NOSA Testing method now accredited for waste water
Access to safe drinking water is a basic human right and is vital to human health. The South African National Standard (SANS) 241 Drinking Water Specification states the minimum requirements for potable water to be considered safe for human consumption. This includes effluent water generated in multiple operations in myriad industries, including mining, food and industrial processes. In other words, any water used, treated and then tested following any of these applications must be clean enough that a person could potentially consume it without falling ill. These requirements include the microbiological, chemical and physical properties of the water. NOSA Testing’s ISO 17025-accredited laboratory service has increased its scope of accreditation to render the following water-analysis capabilities. Expertise includes, but is not limited to: • Heavy metals via ICP-MS and ICP-OES • Volatile organic compounds (VOCs) via GC-FID • BTEX (benzene) via GC-FID • Microbiological (pathogens and bacteria) • Total organic compounds (TOCs) • Chemical oxygen demand (COD) • Testing for trihalomethanes (THM) • Groundwater analysis • Borehole water analysis • Treated water analysis • Mining discharge water analysis • Waste water analysis • SANS 241 chemistry, microbiology, somatic coliphages and protozoan parasites Whether a company utilises water in its process, or provides water solutions, NOSA can provide further technical information on its waste-water analysis capabilities.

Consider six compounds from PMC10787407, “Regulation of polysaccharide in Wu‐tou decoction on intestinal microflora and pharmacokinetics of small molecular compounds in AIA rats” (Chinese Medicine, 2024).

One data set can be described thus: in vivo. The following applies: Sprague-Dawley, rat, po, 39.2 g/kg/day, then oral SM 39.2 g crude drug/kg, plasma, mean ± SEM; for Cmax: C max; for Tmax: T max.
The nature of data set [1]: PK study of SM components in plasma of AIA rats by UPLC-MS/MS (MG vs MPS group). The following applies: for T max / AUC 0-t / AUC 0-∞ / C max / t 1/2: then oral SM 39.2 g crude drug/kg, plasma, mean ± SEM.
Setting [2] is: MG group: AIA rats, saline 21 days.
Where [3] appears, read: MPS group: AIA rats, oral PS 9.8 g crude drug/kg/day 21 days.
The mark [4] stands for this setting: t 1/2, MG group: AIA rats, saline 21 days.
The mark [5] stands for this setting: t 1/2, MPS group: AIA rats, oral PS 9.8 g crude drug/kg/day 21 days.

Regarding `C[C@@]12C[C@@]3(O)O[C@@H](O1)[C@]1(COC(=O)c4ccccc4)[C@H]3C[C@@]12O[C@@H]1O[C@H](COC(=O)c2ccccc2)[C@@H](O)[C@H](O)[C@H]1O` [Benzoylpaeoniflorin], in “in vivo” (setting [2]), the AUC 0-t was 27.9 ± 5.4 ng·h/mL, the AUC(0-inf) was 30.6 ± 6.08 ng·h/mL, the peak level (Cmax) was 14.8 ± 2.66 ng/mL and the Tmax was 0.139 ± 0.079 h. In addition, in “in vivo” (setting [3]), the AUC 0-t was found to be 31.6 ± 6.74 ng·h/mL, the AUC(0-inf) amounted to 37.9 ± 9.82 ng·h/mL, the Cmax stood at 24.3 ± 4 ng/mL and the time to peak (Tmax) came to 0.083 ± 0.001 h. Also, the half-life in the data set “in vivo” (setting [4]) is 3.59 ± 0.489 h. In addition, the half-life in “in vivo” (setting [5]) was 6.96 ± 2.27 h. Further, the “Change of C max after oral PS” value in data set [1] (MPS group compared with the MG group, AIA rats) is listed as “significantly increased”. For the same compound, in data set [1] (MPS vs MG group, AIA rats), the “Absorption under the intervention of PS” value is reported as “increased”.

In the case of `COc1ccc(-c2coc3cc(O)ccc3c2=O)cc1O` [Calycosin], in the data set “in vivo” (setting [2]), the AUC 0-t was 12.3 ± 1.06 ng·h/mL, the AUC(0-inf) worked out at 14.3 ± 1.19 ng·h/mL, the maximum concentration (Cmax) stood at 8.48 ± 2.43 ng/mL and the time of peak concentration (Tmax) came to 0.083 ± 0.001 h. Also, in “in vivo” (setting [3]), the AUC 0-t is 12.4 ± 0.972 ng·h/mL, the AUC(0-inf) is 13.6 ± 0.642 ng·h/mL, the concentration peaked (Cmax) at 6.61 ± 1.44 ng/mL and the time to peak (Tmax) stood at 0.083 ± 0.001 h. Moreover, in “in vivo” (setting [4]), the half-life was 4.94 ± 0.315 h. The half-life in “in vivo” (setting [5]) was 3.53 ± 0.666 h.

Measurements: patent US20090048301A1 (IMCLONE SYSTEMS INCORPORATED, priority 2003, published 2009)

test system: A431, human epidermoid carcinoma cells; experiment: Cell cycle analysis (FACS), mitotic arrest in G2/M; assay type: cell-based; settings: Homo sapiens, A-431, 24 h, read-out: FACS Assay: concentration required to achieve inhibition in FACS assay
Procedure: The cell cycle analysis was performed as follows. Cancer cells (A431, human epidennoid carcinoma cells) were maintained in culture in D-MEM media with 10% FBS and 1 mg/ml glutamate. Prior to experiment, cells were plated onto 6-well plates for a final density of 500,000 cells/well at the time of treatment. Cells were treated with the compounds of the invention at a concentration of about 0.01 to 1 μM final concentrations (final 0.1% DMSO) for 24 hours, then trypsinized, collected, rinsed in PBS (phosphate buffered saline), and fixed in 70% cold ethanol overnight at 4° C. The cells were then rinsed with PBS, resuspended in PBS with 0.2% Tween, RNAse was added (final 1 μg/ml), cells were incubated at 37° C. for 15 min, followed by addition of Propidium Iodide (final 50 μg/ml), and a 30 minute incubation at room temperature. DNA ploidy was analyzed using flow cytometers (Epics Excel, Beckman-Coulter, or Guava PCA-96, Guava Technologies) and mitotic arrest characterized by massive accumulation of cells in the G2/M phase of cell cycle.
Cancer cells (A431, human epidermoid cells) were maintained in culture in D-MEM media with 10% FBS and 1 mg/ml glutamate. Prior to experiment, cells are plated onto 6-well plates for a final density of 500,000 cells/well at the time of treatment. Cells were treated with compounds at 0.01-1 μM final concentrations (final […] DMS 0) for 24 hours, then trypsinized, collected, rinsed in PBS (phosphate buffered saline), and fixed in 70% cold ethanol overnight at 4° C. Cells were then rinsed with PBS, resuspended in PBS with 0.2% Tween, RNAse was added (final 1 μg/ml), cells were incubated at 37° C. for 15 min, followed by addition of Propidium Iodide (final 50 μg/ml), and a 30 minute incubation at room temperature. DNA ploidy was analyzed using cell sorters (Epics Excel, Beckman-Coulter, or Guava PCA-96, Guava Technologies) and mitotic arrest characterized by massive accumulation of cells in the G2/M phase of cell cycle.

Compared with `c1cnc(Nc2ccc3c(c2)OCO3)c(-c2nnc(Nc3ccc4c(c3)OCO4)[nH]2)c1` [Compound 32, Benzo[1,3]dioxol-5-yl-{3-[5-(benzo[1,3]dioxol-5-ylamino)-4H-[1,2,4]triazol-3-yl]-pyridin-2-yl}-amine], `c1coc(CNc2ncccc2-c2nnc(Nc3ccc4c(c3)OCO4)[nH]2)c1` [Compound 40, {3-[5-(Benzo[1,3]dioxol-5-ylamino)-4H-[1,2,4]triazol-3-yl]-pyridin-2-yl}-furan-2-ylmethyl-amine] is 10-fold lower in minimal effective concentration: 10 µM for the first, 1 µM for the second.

The kind of rubber that really matters